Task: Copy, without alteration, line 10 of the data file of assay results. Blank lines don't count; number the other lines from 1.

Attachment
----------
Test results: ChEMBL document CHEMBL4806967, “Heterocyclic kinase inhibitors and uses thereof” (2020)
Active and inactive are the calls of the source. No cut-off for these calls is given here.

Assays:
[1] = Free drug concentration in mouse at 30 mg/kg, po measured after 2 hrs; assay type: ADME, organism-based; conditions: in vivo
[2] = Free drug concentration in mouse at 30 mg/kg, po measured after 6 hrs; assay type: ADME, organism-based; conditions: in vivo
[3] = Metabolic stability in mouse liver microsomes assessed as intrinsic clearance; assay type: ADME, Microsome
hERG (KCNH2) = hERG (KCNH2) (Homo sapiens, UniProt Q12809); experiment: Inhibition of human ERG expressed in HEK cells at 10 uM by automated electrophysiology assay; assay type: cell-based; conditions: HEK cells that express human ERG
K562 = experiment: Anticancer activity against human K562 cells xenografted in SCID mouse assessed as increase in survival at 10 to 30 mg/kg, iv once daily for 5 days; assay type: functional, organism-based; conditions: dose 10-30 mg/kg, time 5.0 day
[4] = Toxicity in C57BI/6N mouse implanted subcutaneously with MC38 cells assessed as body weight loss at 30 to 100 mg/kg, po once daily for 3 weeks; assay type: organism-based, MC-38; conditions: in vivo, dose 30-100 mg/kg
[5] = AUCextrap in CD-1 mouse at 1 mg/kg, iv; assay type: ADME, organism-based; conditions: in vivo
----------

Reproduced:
[5] = AUCextrap in CD-1 mouse at 1 mg/kg, iv; assay type: ADME, organism-based; conditions: in vivo